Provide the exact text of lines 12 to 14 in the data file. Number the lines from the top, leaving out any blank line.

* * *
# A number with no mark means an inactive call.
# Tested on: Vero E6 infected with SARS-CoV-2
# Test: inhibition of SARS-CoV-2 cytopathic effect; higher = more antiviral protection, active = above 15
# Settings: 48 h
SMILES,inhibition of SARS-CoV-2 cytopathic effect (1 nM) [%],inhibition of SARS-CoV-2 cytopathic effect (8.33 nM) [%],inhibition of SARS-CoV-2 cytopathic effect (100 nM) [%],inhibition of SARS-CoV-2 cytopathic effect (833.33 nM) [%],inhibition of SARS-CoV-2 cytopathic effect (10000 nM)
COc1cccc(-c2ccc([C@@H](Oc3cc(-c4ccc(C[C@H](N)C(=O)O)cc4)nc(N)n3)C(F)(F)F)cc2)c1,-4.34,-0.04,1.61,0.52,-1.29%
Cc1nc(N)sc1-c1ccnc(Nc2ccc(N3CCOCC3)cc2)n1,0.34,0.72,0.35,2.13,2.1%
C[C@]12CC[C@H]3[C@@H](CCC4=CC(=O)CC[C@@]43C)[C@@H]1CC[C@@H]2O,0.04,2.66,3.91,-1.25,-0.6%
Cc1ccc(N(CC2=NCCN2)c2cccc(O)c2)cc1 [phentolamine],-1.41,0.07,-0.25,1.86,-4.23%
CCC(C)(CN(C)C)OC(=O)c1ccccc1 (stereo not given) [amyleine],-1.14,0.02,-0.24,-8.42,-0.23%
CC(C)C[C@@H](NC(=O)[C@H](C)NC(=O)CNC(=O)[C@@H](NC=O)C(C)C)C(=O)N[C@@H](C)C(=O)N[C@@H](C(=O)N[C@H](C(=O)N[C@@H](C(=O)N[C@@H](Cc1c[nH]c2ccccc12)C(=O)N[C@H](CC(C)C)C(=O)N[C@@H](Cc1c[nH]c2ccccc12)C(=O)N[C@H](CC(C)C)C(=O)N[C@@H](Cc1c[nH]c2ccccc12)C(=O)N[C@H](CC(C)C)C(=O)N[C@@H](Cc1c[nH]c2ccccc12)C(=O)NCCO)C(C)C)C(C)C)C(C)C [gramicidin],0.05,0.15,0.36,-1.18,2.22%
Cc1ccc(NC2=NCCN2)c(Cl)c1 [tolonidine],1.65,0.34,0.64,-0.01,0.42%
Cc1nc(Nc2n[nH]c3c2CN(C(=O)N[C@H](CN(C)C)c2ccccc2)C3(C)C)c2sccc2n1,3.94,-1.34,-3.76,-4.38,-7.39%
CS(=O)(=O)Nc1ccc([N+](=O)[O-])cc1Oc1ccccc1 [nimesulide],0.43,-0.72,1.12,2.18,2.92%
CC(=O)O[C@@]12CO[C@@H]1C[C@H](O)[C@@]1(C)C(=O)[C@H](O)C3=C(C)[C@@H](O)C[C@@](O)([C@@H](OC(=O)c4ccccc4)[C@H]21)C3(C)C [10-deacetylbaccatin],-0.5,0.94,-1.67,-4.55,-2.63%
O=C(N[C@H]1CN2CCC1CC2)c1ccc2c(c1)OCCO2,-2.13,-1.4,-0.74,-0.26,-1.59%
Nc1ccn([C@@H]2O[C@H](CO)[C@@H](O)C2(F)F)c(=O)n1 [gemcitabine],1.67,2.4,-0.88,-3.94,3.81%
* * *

Cc1ccc(NC2=NCCN2)c(Cl)c1 [tolonidine],1.65,0.34,0.64,-0.01,0.42%
Cc1nc(Nc2n[nH]c3c2CN(C(=O)N[C@H](CN(C)C)c2ccccc2)C3(C)C)c2sccc2n1,3.94,-1.34,-3.76,-4.38,-7.39%
CS(=O)(=O)Nc1ccc([N+](=O)[O-])cc1Oc1ccccc1 [nimesulide],0.43,-0.72,1.12,2.18,2.92%